The exterior enhancements exuded elegance, featuring convex fiberglass fenders, rectangular headlights, a hood adorned with eight exhaust pipes, and a sleek sloping fastback roof, all accentuated by chrome accents. These modifications not only elevated the car's aesthetic appeal but also contributed to its superior performance on the road.
The Oldsmobile Esso 67X Toronado's rear passenger compartment featured a curved sofa with a fold-out table. (Picture from: CarsThatNeverMadeItEtc)
The spacious interior boasted swiveling front seats that could be turned to face the rear wrap-around lounge seat, providing occupants with a panoramic view of their surroundings. The elongated front and rear bumpers added a touch of aggression to the Toronado's appearance, complemented by oversized raised wheel wells that added a futuristic charm to the expansive seating area. The interior amenities included a pull-out table for rear passengers, dual radios, and an internal refrigerator, ensuring a luxurious and convenient driving experience.
The Oldsmobile Esso 67X Toronado, with its captivating Gold Metallic exterior and plush Tan interior, showcases Barris' unparalleled craftsmanship through meticulous customization. (Picture from: CarsThatNeverMadeItEtc)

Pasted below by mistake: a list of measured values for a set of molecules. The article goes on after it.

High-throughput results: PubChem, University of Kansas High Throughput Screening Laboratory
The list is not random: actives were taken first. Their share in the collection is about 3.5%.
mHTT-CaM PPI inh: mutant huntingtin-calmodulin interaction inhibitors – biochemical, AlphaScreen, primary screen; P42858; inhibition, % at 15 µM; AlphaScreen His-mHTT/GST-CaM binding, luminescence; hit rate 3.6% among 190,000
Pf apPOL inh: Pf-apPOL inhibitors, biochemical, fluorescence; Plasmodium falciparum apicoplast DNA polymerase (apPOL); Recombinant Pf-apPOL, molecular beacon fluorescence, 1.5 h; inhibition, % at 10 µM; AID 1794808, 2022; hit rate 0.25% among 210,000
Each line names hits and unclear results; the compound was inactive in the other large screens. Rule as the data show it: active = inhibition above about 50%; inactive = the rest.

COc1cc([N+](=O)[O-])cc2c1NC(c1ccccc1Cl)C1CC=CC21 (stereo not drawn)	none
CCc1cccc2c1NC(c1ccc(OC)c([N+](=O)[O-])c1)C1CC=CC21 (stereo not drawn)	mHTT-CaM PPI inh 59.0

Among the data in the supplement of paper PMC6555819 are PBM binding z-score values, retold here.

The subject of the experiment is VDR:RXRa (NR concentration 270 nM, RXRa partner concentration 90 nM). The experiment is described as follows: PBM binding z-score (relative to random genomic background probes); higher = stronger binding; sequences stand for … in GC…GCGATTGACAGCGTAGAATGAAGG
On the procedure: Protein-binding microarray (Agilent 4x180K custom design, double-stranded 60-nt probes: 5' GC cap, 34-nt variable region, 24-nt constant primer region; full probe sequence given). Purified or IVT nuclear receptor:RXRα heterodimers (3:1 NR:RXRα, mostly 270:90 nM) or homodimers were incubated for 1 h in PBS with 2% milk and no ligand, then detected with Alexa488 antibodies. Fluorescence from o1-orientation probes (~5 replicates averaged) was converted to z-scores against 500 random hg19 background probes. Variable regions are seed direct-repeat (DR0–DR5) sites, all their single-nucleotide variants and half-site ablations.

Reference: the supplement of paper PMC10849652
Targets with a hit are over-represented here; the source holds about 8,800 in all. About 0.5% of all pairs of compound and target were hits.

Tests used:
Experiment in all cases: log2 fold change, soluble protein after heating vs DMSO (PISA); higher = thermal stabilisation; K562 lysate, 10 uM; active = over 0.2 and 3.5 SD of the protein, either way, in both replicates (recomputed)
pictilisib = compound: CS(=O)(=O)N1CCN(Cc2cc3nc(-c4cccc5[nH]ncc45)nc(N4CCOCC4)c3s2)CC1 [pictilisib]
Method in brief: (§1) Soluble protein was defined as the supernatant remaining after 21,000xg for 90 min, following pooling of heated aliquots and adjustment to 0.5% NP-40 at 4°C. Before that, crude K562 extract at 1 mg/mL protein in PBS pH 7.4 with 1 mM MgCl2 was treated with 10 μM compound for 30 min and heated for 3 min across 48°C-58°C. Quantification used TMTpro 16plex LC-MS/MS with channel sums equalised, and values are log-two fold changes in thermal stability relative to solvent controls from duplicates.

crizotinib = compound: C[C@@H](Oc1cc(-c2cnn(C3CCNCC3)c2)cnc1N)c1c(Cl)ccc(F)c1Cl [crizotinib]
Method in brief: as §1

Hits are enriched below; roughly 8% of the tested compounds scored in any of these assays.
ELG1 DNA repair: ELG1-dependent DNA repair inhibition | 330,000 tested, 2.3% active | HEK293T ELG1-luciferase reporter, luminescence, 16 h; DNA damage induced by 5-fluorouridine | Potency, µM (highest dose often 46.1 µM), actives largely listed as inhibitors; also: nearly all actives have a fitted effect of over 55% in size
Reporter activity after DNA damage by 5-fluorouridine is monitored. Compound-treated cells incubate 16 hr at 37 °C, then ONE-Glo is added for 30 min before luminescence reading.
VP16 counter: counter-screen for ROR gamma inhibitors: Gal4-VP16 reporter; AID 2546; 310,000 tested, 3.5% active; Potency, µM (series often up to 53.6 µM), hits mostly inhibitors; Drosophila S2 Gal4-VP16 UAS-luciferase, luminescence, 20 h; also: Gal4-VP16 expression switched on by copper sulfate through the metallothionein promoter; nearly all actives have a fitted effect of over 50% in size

Finished in a captivating Gold Metallic exterior and a plush Tan interior, this meticulously customized Toronado serves as a testament to Barris' unparalleled craftsmanship. Every detail, from the unique wrap-around rear seating to the integrated writing desk, reflects a harmonious blend of innovation and luxury, solidifying its status as George Barris' crowning achievement.
Following Expo 67, the four Toronado 67Xs made their way to Esso gas stations, where they became the focal point of raffles offering enticing prizes like color televisions and cameras, with the grand prize being ownership of one of these iconic cars. Winners not only received the Toronado but also enjoyed additional perks such as complimentary gas, repairs, and insurance for a year, turning their dreams into reality.